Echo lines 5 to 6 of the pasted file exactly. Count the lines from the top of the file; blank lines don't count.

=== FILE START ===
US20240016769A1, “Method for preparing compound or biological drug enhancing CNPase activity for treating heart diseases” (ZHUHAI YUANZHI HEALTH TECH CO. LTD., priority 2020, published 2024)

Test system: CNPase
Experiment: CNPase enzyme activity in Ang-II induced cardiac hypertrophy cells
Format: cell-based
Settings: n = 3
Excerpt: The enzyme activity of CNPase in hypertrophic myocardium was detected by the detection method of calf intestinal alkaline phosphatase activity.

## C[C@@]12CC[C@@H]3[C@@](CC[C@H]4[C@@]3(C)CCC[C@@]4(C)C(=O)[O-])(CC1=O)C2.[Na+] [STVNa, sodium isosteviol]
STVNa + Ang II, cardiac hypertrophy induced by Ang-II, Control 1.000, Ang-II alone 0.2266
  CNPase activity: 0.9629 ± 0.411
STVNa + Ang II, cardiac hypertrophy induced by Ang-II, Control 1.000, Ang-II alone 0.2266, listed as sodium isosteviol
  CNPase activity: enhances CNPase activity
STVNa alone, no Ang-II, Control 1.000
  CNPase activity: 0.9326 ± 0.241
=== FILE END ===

Settings: n = 3
Excerpt: The enzyme activity of CNPase in hypertrophic myocardium was detected by the detection method of calf intestinal alkaline phosphatase activity.